This weekly column is being reproduced with the permission of Steve Smith, The Whistling Gardener, and owner of Sunnyside Nursery in Marysville.
WATERING: If ever there was a year to apply mulch to our soils this would be it. The Everett area rainfall is about four inches below normal which is the equivalent of a month’s worth of water that would normally be in our soils for plants to draw from and it just ain’t there.
This year especially it is so important to water efficiently and to do all we can to conserve that moisture. Watch for my advice on how to get the most out of the end of your hose next week.
VEGGIES: June is really the proper time to plant our warm season crops like corn, beans, tomatoes, peppers and cucumbers. I prefer to do my tomatoes and peppers in 15 gallon black nursery pots. They are cheap but the best part is that the soil gets much warmer so the plants grow faster. If you are using new top soil I recommend you double the rate of organic fertilizer the first season.
LAWNS: Mine is still dead but that is a different story. By now yours should be looking fabulous but fear not, in our mild maritime climate June is an excellent time to do just about anything to the lawn. Trust me, this is exactly what I will be doing this month unless I want to sleep in the dog house the rest of the summer.
ROSES: The roses are just coming into bloom and once they are finished it is important to prune them back and fertilize again. If you didn’t apply a fungicide and insecticide then you are probably enjoying a nice infestation of black spot and aphids. In my opinion growing hybrid tea roses requires the timely application of some chemicals, either natural or synthetic, to control bugs and diseases.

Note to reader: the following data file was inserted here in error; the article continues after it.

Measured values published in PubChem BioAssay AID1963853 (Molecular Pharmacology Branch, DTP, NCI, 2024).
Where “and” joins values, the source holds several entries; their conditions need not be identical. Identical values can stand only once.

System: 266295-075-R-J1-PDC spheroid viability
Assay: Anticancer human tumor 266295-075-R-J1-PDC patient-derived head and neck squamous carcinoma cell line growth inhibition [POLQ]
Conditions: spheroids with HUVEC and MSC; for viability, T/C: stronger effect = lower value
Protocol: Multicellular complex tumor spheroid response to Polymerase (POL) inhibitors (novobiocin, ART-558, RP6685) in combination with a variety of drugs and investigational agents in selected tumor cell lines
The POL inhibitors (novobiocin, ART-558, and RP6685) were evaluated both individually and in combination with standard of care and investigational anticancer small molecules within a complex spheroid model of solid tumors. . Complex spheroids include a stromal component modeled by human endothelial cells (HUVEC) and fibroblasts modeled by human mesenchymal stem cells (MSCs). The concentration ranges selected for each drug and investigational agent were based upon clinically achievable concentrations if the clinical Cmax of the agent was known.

If you don’t want to deal with these issues then try the landscape roses like Floral Carpet, Drift or Oso Easy that are mostly disease free.
PERENNIALS: Perennials are such an essential component in creating an interesting and ever-changing garden but you need to remember that most perennials only bloom for five to six weeks so it is imperative that you combine early, mid and late bloomers to provide continuous non-stop color and interest.
June is the beginning of the summer bloomers so buy a few this month and a few more next month and you will have a nice succession of color in your border. With proper planning you can have a perennial border that blooms eight to ten months a year. Don’t forget the compost and fertilizer when you plant perennials (I know, I sound like a broken record).
ANNUALS: Now that you have planted all your summer annuals remember that these little guys are heavy feeders and to get the most out of them you should be feeding on a regular basis. The more you feed the bigger and more colorful they will be.
WEED CONTROL: Clean up the weeds, spread a generous helping of organic fertilizer and cover it with a one inch layer of compost. Your beds will look tidy, and what few weeds come up will be very easy to remove and the plants will be fed for the growing season. It doesn’t get any simpler than that.
PLANTING: June is a great month to keep planting anything and everything. Fruits, veggies, flowers, shrubs and trees will all transplant well this month as long as you water deeply at the time of planting.
PRUNING: Well, what can I say? There is always something to prune in the garden because stuff grows. Start by deadheading the rhodies and cleaning up the spring bloomers and then analyze the rest of the garden and see what needs editing. Just make sure you get the spouse’s approval or you might be sleeping in the dog house too.
Steve Smith is owner of Sunnyside Nursery in Marysville and can be reached online at firstname.lastname@example.org.